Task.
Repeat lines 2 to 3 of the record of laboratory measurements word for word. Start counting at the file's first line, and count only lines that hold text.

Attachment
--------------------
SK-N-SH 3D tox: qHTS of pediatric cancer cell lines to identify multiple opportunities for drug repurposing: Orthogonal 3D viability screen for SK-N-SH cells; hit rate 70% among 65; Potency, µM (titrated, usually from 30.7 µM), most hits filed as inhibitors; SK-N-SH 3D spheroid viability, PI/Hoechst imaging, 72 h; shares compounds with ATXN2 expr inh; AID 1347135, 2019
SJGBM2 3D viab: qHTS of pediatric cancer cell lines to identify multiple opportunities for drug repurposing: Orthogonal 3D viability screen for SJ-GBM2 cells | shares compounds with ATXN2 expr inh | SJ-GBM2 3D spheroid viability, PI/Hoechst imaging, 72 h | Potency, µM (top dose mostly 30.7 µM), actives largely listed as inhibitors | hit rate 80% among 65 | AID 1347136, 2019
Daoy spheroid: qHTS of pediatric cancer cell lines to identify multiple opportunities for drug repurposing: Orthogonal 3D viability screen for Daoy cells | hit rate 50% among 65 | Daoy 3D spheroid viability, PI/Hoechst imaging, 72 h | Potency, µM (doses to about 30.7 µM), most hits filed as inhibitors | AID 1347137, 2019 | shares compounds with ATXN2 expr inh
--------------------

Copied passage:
SJGBM2 3D viab: qHTS of pediatric cancer cell lines to identify multiple opportunities for drug repurposing: Orthogonal 3D viability screen for SJ-GBM2 cells | shares compounds with ATXN2 expr inh | SJ-GBM2 3D spheroid viability, PI/Hoechst imaging, 72 h | Potency, µM (top dose mostly 30.7 µM), actives largely listed as inhibitors | hit rate 80% among 65 | AID 1347136, 2019
Daoy spheroid: qHTS of pediatric cancer cell lines to identify multiple opportunities for drug repurposing: Orthogonal 3D viability screen for Daoy cells | hit rate 50% among 65 | Daoy 3D spheroid viability, PI/Hoechst imaging, 72 h | Potency, µM (doses to about 30.7 µM), most hits filed as inhibitors | AID 1347137, 2019 | shares compounds with ATXN2 expr inh